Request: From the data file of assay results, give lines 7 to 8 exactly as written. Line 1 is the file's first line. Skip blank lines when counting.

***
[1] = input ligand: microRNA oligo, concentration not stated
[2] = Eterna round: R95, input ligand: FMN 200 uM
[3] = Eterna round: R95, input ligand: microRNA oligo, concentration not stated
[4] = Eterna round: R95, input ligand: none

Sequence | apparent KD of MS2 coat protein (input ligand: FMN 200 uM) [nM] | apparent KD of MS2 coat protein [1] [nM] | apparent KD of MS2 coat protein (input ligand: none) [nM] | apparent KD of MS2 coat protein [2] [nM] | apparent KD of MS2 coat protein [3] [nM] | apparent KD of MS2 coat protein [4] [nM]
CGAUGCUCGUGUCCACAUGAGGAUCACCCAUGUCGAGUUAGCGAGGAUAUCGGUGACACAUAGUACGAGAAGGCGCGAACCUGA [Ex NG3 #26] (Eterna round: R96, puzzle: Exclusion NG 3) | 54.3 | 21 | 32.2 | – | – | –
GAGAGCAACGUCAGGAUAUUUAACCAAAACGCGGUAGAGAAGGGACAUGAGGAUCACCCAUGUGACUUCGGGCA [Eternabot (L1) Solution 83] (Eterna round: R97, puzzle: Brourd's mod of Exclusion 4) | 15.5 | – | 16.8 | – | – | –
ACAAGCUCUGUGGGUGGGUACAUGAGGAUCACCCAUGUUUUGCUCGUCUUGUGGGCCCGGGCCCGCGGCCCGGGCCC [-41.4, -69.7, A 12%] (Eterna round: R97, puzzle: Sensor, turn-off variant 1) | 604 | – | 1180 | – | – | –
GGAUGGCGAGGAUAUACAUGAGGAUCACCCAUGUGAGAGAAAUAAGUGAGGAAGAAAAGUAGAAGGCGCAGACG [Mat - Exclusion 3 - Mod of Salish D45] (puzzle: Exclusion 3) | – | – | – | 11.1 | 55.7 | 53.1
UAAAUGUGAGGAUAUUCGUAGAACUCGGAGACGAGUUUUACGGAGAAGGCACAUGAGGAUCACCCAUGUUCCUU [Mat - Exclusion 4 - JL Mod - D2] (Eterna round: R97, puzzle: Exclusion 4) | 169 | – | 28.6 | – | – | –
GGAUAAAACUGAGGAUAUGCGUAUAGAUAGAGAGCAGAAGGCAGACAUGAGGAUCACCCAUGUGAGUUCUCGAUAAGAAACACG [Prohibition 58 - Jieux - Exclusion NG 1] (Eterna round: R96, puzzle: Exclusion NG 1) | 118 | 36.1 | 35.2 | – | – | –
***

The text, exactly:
GAGAGCAACGUCAGGAUAUUUAACCAAAACGCGGUAGAGAAGGGACAUGAGGAUCACCCAUGUGACUUCGGGCA [Eternabot (L1) Solution 83] (Eterna round: R97, puzzle: Brourd's mod of Exclusion 4) | 15.5 | – | 16.8 | – | – | –
ACAAGCUCUGUGGGUGGGUACAUGAGGAUCACCCAUGUUUUGCUCGUCUUGUGGGCCCGGGCCCGCGGCCCGGGCCC [-41.4, -69.7, A 12%] (Eterna round: R97, puzzle: Sensor, turn-off variant 1) | 604 | – | 1180 | – | – | –